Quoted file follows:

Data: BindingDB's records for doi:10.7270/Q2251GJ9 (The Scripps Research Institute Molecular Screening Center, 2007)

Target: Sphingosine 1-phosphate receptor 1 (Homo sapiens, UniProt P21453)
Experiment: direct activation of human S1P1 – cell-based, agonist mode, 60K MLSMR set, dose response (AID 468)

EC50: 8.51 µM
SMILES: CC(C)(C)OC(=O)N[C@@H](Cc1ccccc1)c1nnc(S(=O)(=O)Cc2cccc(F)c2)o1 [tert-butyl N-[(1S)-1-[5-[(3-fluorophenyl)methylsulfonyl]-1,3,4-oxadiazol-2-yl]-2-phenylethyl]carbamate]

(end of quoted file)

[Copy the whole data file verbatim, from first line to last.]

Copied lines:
Data: BindingDB's records for doi:10.7270/Q2251GJ9 (The Scripps Research Institute Molecular Screening Center, 2007)

Target: Sphingosine 1-phosphate receptor 1 (Homo sapiens, UniProt P21453)
Experiment: direct activation of human S1P1 – cell-based, agonist mode, 60K MLSMR set, dose response (AID 468)

EC50: 8.51 µM
SMILES: CC(C)(C)OC(=O)N[C@@H](Cc1ccccc1)c1nnc(S(=O)(=O)Cc2cccc(F)c2)o1 [tert-butyl N-[(1S)-1-[5-[(3-fluorophenyl)methylsulfonyl]-1,3,4-oxadiazol-2-yl]-2-phenylethyl]carbamate]